View Full Version : Bedding issues
May 7, 2009, 09:06 PM
I bedded my Remington 700 this weekend. It turned out great except when I put the bolt back in to function test everything, it wouldn't turn easily, and then suddenly something broke loose. There was a glob of bedding that broke off in the bolt lug/chamber area. Does the screw hole for the screw that attaches the stock to the action behind the recoil lug go through the action? How could it have gotten in there?
Well it made it in there somehow. I would just get a set of dental picks and try to get as much out of there as you can. I might be wrong though.
May 7, 2009, 11:05 PM
Yes, the screw hole is all the way through into the action. I did the same thing when bedding mine.
May 8, 2009, 07:01 PM
That's what I was thinking, because there is no other way it could have gotten in there. Thanks for your help.
May 11, 2009, 11:10 PM
It's also good to remember over oiling the lugs or oil running down a barrel after cleaning could end up there and migrate into your bedding through the hole. Now that it's bedded any excess lube will show up on your bedding near the bolt hole if you over oil. I used to over oil and now it's light grease on the lugs and the bore and chamber are dry patched when done cleaning.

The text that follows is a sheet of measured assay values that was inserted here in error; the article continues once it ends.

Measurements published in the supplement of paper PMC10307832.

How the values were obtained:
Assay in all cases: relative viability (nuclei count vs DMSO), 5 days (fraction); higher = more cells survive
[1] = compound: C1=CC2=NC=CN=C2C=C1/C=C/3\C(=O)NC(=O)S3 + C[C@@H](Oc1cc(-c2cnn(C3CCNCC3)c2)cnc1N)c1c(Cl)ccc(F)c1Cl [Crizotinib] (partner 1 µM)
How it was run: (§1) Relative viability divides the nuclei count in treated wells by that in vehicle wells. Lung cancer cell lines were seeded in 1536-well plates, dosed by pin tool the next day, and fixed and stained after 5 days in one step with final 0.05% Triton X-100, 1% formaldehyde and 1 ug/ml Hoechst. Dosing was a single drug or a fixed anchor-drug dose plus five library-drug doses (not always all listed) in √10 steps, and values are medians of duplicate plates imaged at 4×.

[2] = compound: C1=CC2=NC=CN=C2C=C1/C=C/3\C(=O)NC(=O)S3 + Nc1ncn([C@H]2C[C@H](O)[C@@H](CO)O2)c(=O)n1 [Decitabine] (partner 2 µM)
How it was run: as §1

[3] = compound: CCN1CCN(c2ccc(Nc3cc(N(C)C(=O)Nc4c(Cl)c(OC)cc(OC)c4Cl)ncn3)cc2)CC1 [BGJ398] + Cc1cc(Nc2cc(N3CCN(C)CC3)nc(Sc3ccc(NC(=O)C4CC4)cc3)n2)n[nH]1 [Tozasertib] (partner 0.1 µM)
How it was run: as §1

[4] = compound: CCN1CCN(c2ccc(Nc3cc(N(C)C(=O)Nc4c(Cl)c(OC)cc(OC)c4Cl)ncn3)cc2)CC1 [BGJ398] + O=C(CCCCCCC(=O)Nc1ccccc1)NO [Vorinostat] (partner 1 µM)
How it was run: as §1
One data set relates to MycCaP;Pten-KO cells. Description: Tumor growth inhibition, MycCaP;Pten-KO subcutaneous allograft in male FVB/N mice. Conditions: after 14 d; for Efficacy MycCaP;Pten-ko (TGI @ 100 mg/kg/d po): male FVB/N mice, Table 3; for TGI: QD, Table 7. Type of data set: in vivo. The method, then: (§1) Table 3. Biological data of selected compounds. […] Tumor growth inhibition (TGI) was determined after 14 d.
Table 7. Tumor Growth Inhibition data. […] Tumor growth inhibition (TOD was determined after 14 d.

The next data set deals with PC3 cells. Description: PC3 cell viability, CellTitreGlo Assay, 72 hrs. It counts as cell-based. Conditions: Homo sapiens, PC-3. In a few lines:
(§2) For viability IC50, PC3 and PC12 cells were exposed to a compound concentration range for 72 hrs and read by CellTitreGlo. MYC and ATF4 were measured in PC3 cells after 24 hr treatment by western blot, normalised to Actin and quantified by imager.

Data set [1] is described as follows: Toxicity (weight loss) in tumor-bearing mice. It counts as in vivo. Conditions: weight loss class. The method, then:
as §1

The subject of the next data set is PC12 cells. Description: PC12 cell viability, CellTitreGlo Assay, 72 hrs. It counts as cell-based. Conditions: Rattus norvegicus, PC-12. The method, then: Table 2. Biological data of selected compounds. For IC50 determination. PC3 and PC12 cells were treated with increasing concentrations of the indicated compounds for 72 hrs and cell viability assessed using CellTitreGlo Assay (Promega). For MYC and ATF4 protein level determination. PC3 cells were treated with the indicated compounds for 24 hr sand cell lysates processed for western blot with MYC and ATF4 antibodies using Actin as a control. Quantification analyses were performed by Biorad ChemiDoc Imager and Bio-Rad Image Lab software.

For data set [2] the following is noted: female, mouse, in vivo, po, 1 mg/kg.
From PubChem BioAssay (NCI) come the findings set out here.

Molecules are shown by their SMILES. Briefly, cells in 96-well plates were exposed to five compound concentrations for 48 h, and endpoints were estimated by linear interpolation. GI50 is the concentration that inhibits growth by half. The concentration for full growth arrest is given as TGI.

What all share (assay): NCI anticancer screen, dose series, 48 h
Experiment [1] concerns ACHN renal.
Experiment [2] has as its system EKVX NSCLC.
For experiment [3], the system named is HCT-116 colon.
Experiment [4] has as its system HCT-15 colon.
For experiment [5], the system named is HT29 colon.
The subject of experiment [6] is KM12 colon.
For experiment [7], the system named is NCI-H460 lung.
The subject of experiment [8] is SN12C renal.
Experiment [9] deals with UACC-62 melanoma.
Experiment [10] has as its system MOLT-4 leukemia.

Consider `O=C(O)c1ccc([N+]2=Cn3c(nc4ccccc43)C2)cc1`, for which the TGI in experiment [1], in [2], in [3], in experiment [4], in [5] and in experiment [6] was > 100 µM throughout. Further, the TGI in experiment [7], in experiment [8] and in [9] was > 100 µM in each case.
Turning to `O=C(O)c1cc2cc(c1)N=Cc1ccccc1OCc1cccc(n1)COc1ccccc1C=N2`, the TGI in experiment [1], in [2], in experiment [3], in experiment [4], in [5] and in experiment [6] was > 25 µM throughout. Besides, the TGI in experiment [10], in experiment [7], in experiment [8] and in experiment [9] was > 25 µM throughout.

May 12, 2009, 05:11 AM
The bedding compound got into the bolt lug recess through the front action screw through-hole because the tip of the screw pushed it up there when you inserted the screw to secure the rifle in the stock for curing.
There's a couple of different ways to avoid those sort of "corner locks", when bedding compound gets around a sharp edge or corner where it shouldn't and locks something up - usually the metal to the stock.
The first is to fill every single area, where the compound can flow or get pushed, with an easily removed filler, like modeling clay or thick paste wax - which is what I pack into all threaded holes, through-holes or not.
Secondly, to avoid pushing the uncured compound with a screw (the screw(s) should be loaded with unbuffed paste wax), either insert the coated screw B 4 applying the bedding compound (hold it in w/tape from below) so the tip threads are above the wet compound; or use a large clamp to hold the barreled action in the stock while the bedding partially cures (the screw hole can be poked/drilled through the thin bedding layer later).
May 29, 2009, 09:44 PM
Remember to drill those holes for the action screws large enough so there is no contact between the screws and the bedding material or the stock. If the screws are snug in the stock or bedding material, the accuracy will suffer.
vBulletin® v3.8.7, Copyright ©2000-2013, vBulletin Solutions, Inc.